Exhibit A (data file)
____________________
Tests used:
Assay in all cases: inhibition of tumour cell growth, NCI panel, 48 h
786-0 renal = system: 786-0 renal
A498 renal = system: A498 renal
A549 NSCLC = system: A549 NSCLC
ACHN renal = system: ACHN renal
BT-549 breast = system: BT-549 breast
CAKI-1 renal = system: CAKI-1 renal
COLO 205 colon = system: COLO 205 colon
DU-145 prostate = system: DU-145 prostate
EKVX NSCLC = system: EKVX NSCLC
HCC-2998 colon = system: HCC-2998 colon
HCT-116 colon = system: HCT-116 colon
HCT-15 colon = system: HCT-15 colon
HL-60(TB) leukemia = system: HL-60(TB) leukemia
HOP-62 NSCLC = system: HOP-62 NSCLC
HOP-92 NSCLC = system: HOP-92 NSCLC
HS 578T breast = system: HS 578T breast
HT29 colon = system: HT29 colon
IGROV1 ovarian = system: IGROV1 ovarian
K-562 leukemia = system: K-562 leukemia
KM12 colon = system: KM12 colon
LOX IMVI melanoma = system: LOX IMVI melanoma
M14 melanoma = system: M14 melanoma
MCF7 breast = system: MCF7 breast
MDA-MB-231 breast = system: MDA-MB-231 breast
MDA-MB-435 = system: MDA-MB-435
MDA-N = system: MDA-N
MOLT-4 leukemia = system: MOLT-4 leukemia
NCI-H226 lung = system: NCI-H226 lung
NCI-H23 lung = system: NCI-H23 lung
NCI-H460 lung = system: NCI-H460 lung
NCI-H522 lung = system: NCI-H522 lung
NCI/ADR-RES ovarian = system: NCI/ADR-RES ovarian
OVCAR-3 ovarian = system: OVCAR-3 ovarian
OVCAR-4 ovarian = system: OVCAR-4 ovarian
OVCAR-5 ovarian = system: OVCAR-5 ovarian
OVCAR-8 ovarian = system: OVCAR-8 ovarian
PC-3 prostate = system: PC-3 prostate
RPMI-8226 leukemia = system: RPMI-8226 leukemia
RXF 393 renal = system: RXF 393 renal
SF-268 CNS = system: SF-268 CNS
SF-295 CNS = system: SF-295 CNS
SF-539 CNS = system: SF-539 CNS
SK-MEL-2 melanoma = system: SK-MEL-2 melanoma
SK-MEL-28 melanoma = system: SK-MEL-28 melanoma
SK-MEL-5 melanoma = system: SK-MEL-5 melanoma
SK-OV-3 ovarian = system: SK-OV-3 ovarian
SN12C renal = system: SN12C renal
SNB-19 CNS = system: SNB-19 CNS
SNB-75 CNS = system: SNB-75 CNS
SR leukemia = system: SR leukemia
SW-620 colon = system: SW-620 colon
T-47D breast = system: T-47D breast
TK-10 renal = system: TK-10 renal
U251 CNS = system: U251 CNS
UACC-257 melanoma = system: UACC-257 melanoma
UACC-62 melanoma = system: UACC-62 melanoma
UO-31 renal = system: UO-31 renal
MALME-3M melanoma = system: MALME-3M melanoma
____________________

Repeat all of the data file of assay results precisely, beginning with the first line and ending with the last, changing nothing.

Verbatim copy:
Tests used:
Assay in all cases: inhibition of tumour cell growth, NCI panel, 48 h
786-0 renal = system: 786-0 renal
A498 renal = system: A498 renal
A549 NSCLC = system: A549 NSCLC
ACHN renal = system: ACHN renal
BT-549 breast = system: BT-549 breast
CAKI-1 renal = system: CAKI-1 renal
COLO 205 colon = system: COLO 205 colon
DU-145 prostate = system: DU-145 prostate
EKVX NSCLC = system: EKVX NSCLC
HCC-2998 colon = system: HCC-2998 colon
HCT-116 colon = system: HCT-116 colon
HCT-15 colon = system: HCT-15 colon
HL-60(TB) leukemia = system: HL-60(TB) leukemia
HOP-62 NSCLC = system: HOP-62 NSCLC
HOP-92 NSCLC = system: HOP-92 NSCLC
HS 578T breast = system: HS 578T breast
HT29 colon = system: HT29 colon
IGROV1 ovarian = system: IGROV1 ovarian
K-562 leukemia = system: K-562 leukemia
KM12 colon = system: KM12 colon
LOX IMVI melanoma = system: LOX IMVI melanoma
M14 melanoma = system: M14 melanoma
MCF7 breast = system: MCF7 breast
MDA-MB-231 breast = system: MDA-MB-231 breast
MDA-MB-435 = system: MDA-MB-435
MDA-N = system: MDA-N
MOLT-4 leukemia = system: MOLT-4 leukemia
NCI-H226 lung = system: NCI-H226 lung
NCI-H23 lung = system: NCI-H23 lung
NCI-H460 lung = system: NCI-H460 lung
NCI-H522 lung = system: NCI-H522 lung
NCI/ADR-RES ovarian = system: NCI/ADR-RES ovarian
OVCAR-3 ovarian = system: OVCAR-3 ovarian
OVCAR-4 ovarian = system: OVCAR-4 ovarian
OVCAR-5 ovarian = system: OVCAR-5 ovarian
OVCAR-8 ovarian = system: OVCAR-8 ovarian
PC-3 prostate = system: PC-3 prostate
RPMI-8226 leukemia = system: RPMI-8226 leukemia
RXF 393 renal = system: RXF 393 renal
SF-268 CNS = system: SF-268 CNS
SF-295 CNS = system: SF-295 CNS
SF-539 CNS = system: SF-539 CNS
SK-MEL-2 melanoma = system: SK-MEL-2 melanoma
SK-MEL-28 melanoma = system: SK-MEL-28 melanoma
SK-MEL-5 melanoma = system: SK-MEL-5 melanoma
SK-OV-3 ovarian = system: SK-OV-3 ovarian
SN12C renal = system: SN12C renal
SNB-19 CNS = system: SNB-19 CNS
SNB-75 CNS = system: SNB-75 CNS
SR leukemia = system: SR leukemia
SW-620 colon = system: SW-620 colon
T-47D breast = system: T-47D breast
TK-10 renal = system: TK-10 renal
U251 CNS = system: U251 CNS
UACC-257 melanoma = system: UACC-257 melanoma
UACC-62 melanoma = system: UACC-62 melanoma
UO-31 renal = system: UO-31 renal
MALME-3M melanoma = system: MALME-3M melanoma